The politics of migrant dispersal. Policing and dividing migrant multiplicities

Tazzioli, Martina. 2019. The politics of migrant dispersal. Policing and dividing migrant multiplicities. Migration Studies, ISSN 2049-5838 [Article] (In Press)

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Abstract or Description

This article focuses on the politics of migrant dispersal that has been enforced in Europe for regaining control over ‘unruly’ migrants’ presence and movements, with a specific focus on the French and on the Italian contexts. The article shows that dispersal can be considered as a spatial strategy of governmentality and that far from being a new policy, it was already adopted to manage former colonised populations. The article argues that strategies of migrant dispersal are today enacted by state authorities, in collaboration with humanitarian actors, for troubling migrants’ presence and autonomous movements, as well as for disrupting and dividing temporary migrant collective formations. First, it retraces a colonial genealogy of dispersal, as a political technology used for disciplining unruly populations. Then, it analyses how dispersal strategies have been put into place in France (Calais and Paris) and in Italy (Ventimiglia) not only by scattering migrants across space but also by dismantling migrant spaces of life (‘lieux de vie’). The article moves on demonstrating that the politics of dispersal is mainly enforced for preventing the consolidation of migrant multiplicities, criminalising them as ‘migrant mobs’ and spatially dividing them. The third section of the article brings attention to the effects of migrants’ forced hypermobility and to the convoluted geographies that dispersal triggers. It concludes by bringing attention to the increasing criminalisation of migrant support networks that try to prevent the dismantling of migrant autonomous spaces.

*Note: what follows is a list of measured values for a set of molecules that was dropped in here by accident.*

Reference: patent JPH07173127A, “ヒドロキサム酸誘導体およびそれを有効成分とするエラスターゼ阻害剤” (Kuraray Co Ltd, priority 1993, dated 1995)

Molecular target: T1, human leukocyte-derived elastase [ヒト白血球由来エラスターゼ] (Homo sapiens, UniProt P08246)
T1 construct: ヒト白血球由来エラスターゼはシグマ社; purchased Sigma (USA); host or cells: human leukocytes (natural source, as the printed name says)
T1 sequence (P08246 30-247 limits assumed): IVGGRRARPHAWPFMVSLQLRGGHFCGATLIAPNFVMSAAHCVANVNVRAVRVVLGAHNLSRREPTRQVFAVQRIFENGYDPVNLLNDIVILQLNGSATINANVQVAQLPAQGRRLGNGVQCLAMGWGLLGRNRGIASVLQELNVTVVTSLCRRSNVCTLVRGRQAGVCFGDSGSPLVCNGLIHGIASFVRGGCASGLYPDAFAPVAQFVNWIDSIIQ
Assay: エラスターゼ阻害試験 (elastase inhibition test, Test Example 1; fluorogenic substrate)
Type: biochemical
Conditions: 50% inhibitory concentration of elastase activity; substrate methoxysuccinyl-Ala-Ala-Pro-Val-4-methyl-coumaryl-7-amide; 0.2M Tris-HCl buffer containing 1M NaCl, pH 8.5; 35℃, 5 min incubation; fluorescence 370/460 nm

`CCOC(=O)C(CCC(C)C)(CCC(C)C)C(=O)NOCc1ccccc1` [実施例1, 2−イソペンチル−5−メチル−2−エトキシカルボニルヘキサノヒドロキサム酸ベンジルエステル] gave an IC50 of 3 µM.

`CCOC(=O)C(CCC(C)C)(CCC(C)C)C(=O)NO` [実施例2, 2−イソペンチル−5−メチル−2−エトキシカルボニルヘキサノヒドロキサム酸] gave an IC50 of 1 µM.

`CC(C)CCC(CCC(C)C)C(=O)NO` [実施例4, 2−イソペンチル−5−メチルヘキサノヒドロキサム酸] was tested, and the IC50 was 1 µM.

Item Type:

Article

Identification Number (DOI):

https://doi.org/10.1093/migration/mnz003

Departments, Centres and Research Units:

Politics

Dates:

DateEvent
13 February 2019Published

Item ID:

26982

Date Deposited:

23 Sep 2019 11:34

Last Modified:

24 Sep 2019 03:25

Peer Reviewed:

Yes, this version has been peer-reviewed.

URI:

http://research.gold.ac.uk/id/eprint/26982

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